Artist Benjamin Storch was glad to create a work especially for the Park where he has his studio. He has been at work in the studio for some time hammering those leaves into subtlety so they’ll catch the light and fabricating the tree. It is quite different from his other work as a tour of his website shows. Hanging such a heavy object on the old brick wall required careful engineering attention – a cooperative task between the artist and engineers at he City of Port Phillip. The tree gate was created with the intention of weathering as the seasons do. It was craned into place and installed on a wintry day in July. The gate is always open to pedestrians and can be opened as required for vehicles.
Although the gallery at Gasworks is closed for now, online platform Smartify has opened up new ways of interacting with the current exhibition, Place Makings.
Artist Rosalind Price, usually an avid traveller, traveled instead in the coastal strip between Albert Park Lake and the Bay ‘finding and foraging’ and then assembling and reconfiguring found materials.
Smartify gives a rich appreciation of her work. Price narrates her own exhibition, her clear, quiet yet playful voice conveying interesting insights on our place.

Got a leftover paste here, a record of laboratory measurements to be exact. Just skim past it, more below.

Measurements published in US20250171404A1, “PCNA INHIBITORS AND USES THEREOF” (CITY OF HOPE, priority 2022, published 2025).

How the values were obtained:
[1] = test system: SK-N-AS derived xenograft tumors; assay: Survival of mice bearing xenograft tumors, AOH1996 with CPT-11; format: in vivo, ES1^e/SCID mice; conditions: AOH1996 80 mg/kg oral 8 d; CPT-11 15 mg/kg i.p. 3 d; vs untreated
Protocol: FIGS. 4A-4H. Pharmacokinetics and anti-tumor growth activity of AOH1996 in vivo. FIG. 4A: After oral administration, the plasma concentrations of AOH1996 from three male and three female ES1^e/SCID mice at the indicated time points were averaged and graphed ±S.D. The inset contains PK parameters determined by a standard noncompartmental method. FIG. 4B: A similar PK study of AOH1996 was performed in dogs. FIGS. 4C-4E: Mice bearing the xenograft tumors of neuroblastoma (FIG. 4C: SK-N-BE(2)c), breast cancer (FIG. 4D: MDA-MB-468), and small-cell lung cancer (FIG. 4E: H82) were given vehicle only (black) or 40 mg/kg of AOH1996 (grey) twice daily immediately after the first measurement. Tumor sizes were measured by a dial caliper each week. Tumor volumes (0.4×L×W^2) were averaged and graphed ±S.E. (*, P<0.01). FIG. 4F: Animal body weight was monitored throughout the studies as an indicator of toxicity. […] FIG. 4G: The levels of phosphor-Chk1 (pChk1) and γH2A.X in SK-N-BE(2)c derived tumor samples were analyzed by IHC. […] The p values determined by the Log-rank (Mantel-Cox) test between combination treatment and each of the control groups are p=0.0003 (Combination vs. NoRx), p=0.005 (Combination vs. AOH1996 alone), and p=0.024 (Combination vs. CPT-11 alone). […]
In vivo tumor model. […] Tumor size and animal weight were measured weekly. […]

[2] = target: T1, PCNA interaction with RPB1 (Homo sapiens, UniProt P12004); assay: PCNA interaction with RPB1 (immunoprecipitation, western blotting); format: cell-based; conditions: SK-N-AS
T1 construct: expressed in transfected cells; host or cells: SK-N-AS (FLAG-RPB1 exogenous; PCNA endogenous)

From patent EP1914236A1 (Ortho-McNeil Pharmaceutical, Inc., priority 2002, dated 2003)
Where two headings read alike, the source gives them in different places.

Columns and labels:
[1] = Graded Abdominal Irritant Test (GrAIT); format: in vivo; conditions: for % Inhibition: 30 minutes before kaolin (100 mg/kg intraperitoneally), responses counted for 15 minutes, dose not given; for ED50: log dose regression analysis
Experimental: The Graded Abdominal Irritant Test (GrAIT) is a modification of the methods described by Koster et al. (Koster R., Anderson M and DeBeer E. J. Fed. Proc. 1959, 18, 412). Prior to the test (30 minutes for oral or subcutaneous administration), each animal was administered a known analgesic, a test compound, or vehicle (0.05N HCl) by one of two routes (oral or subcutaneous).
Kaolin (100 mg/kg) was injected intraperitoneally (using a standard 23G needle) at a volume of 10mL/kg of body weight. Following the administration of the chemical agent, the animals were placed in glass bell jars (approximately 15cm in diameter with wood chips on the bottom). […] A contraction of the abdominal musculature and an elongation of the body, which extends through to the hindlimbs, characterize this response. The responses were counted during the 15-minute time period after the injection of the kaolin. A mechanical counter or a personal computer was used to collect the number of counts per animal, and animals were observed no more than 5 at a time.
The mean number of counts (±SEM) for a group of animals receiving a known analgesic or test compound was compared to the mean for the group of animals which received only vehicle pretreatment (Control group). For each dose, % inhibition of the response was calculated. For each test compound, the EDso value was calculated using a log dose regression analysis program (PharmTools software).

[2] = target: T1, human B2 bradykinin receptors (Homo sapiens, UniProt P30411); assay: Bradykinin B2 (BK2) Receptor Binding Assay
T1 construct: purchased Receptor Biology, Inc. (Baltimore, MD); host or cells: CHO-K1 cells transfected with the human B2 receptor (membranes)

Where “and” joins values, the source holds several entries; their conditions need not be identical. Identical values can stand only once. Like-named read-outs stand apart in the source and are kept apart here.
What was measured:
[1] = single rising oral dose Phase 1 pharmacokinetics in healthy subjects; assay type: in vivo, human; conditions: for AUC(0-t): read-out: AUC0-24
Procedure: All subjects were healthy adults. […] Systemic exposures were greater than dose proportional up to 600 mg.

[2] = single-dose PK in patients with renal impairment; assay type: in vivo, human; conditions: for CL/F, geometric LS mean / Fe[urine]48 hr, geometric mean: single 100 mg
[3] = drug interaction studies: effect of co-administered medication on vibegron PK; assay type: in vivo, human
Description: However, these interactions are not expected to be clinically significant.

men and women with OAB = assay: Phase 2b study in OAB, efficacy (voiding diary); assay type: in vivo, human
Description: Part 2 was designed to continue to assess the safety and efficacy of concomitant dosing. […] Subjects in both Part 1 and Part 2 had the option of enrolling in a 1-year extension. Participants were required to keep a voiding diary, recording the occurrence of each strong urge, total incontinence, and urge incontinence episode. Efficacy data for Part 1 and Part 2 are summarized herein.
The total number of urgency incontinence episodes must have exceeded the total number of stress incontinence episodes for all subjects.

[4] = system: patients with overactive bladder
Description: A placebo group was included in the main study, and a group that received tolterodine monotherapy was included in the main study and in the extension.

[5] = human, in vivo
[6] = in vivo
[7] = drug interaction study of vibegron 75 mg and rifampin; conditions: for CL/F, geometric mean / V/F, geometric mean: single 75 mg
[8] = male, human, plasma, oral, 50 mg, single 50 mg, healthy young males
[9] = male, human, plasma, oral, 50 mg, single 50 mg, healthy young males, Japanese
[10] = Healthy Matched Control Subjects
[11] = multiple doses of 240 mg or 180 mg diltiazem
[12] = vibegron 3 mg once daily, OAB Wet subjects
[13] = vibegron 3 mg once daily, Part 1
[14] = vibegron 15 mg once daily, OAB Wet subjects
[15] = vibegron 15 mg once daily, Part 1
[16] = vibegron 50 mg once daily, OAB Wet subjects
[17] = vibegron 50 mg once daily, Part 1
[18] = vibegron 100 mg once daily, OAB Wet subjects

She weaves our mixed botanical heritage, exotic and indigenous, into forms and shapes. She works with the properties and qualities of the ‘stuff’ she gathers – does it bend, does it yield? Sometimes the material itself challenges any preconception of it – the tough structure of the canary palm lends itself to form while the pliable grass refuses to assume a tower shape.
Some of her material was gathered from the Canterbury Road urban forest planted in the 1970s by visionary urban forester Brian Carter, local leaders and school children. Many people have discovered this secret parallel bushland universe alongside Canterbury Road during lockdown. Price also draws on the materials discarded around building sites in a suburb continually being remade.
Smartify has enabled many more people to engage with the exhibition than would have happened in person. Rosalind Price has received written responses to the exhibition from as far afield as Nepal and Germany. She says “It’s pleasing to hear that one’s own day-to-day experience resonates with people in another countries. It shows how connected we all are – especially through love of the natural world – and how the specifics of one particular place can have relevance anywhere.”
Janet Bolitho is on the Board of Gasworks Foundation which provided the funding for the gate.
Place makings by Rosalind Price, 1 to 31 October, at Gasworks on Smartify
Gasworks curator Tracey McIrvine interviews Ben Storch creator of the gate.
Benjamin Storch Fluid forms in metal